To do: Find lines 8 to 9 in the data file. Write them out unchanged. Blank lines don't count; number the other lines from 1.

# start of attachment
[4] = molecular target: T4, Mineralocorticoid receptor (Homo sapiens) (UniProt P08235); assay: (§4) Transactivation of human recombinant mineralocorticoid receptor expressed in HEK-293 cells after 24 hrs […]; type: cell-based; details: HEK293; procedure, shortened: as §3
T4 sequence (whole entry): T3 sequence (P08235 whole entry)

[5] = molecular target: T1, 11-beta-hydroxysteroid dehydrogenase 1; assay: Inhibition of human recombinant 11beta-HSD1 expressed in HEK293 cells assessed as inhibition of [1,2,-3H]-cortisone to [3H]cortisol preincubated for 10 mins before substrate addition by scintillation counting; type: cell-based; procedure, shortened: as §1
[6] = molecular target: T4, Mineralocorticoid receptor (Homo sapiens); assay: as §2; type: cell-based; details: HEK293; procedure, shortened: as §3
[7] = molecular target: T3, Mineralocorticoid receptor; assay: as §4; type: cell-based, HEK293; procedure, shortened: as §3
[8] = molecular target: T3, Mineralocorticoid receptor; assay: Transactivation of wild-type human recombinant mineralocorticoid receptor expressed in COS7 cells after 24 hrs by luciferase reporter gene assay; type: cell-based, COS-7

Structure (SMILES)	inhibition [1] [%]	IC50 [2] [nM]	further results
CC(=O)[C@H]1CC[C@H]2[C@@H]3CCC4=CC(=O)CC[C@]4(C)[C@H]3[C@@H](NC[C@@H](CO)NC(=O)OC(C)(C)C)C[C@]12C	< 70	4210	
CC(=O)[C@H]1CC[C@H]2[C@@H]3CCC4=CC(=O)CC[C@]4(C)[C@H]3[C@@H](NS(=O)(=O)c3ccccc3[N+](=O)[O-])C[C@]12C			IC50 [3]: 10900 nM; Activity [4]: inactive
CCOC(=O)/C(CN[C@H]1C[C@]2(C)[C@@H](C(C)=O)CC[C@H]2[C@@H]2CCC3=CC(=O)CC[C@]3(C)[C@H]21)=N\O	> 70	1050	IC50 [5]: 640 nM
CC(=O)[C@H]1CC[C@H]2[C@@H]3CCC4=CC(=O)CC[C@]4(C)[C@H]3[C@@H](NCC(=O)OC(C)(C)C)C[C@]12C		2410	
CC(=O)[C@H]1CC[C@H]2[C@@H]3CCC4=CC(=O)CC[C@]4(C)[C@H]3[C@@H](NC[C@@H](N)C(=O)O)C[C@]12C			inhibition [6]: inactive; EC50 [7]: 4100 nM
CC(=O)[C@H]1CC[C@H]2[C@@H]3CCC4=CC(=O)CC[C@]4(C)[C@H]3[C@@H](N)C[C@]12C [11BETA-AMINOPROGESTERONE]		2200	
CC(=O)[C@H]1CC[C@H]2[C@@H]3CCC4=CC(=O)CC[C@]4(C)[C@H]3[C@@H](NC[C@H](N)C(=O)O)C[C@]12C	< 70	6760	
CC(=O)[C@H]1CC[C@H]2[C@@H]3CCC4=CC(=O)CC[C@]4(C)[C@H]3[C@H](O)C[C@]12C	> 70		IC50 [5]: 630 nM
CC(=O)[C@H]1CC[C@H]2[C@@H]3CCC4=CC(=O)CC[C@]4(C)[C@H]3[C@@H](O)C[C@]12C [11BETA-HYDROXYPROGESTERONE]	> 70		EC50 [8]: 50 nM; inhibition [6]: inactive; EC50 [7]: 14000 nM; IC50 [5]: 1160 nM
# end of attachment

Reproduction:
CC(=O)[C@H]1CC[C@H]2[C@@H]3CCC4=CC(=O)CC[C@]4(C)[C@H]3[C@@H](NC[C@@H](CO)NC(=O)OC(C)(C)C)C[C@]12C	< 70	4210	
CC(=O)[C@H]1CC[C@H]2[C@@H]3CCC4=CC(=O)CC[C@]4(C)[C@H]3[C@@H](NS(=O)(=O)c3ccccc3[N+](=O)[O-])C[C@]12C			IC50 [3]: 10900 nM; Activity [4]: inactive